Competing demands for scarce water resources have become one of the key issues in sustaining agriculture and creating opportunities for peace in the Middle East. Population pressures and diminishing water supplies, combined with water quality problems are some of the challenges that Middle Eastern countries are encountering. Major emphasis is currently being placed on desalinization and water reuse or recycling to meet the immediate water resource needs of agricultural, industrial and urban users. However, these technologies require large investments in research, construction, and operation and maintenance costs. At the same time, minimal funding is being provided for the development and implementation of information-intensive water conservation and irrigation scheduling techniques that already have a proven potential for considerable water saving with a relatively small marginal investment. As such, this course of action is imperative. Success in implementing these technologies, however, is highly dependent on providing site-specific research, technology transfer and water conservation information directly to growers.
In terms of evaluating the water demands for the arid and semi-arid areas of the Middle East, approximately 10,000 cubic meters of water per hectare per year is a fairly typical irrigation rate. However, actual water application amounts or requirements per hectare vary considerably depending on crops, soil structure, microclimatic conditions, and irrigation methods. Although overall water application amounts have not changed significantly over the last decade, significant aid is being provided to the farmers throughout the Middle East to purchase or install more-efficient drip, sprinkler, or surface irrigation systems. With modern irrigation methods and management, water delivery amounts could be reduced by as much as half the current irrigation rates if irrigation scheduling practices were fully implemented.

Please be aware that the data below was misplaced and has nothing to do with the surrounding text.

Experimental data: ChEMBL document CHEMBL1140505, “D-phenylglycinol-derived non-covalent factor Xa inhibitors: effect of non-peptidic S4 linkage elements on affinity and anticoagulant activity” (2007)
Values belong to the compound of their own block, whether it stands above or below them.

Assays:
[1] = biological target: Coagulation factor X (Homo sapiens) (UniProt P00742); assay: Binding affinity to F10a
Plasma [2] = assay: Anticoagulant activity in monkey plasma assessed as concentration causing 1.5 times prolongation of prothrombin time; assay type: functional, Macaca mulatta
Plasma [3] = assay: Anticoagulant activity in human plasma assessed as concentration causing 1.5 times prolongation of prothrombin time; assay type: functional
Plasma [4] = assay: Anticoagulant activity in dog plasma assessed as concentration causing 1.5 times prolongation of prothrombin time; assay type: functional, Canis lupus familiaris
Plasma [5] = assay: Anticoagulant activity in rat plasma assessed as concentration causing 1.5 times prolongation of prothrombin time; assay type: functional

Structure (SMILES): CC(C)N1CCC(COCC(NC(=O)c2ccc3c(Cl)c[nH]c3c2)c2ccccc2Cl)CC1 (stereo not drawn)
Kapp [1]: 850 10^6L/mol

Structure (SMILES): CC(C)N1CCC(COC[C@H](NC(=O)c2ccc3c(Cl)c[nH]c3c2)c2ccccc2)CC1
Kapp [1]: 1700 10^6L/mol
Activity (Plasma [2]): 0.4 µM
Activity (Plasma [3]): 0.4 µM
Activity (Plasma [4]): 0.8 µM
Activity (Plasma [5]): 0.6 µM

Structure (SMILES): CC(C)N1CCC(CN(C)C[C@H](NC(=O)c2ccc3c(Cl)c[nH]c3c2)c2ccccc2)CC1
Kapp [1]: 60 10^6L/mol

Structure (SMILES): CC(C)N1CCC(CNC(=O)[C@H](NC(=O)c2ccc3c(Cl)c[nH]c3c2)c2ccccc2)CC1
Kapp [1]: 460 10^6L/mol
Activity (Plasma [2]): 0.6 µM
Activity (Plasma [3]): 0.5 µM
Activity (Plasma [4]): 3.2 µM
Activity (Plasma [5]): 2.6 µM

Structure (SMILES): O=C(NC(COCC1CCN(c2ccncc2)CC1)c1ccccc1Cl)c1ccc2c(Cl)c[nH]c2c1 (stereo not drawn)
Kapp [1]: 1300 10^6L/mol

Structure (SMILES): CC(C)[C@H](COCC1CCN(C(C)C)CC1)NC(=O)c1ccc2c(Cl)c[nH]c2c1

Water delivery and distribution systems on Israeli, Jordanian and Palestinian lands have been sufficiently developed to employ a modern irrigation scheduling practice—the Irrigation Management Information Systems (IMIS). The major factors in successfully implementing on-farm water conservation is the establishment of a localized knowledge base and farmer training to use modern irrigation practices that rely on improved irrigation scheduling methods. This project would offer the necessary theoretical and applied research, education and training needed to provide this local fine-tuning as well as to create the technological and human infrastructure required to implement long-term change.